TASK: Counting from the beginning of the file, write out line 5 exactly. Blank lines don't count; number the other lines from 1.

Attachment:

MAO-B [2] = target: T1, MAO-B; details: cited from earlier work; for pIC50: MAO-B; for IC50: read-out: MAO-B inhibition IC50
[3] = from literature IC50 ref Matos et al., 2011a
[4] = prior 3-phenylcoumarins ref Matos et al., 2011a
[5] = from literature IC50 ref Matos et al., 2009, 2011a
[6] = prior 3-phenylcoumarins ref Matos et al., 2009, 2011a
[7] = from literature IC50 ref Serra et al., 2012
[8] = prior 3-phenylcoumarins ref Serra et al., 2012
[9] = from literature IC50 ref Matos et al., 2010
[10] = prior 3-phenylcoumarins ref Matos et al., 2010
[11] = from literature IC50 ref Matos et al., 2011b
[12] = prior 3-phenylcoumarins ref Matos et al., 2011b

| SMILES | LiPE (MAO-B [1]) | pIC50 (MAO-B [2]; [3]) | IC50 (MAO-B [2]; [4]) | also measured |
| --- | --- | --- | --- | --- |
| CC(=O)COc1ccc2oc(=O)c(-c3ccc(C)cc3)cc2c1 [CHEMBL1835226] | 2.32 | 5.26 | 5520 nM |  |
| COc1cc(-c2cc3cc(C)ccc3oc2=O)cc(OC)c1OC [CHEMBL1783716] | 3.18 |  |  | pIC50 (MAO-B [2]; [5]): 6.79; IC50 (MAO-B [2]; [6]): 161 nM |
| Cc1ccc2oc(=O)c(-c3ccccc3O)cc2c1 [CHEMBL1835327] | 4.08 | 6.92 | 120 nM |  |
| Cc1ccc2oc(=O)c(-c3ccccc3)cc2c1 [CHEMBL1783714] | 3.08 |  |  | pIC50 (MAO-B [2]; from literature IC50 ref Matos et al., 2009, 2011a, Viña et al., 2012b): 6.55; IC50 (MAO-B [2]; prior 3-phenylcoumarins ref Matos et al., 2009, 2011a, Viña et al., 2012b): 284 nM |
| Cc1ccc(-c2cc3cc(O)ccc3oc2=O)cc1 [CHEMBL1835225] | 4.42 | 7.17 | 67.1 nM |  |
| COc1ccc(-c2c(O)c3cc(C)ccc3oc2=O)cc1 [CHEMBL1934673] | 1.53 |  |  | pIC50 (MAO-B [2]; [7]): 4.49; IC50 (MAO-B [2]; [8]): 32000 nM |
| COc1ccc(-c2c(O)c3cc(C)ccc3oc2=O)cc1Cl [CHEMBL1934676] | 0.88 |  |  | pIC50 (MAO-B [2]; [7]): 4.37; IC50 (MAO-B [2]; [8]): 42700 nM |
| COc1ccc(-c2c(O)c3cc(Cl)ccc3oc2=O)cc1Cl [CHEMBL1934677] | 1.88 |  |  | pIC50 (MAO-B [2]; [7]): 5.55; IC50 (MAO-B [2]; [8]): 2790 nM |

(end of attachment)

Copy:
[6] = prior 3-phenylcoumarins ref Matos et al., 2009, 2011a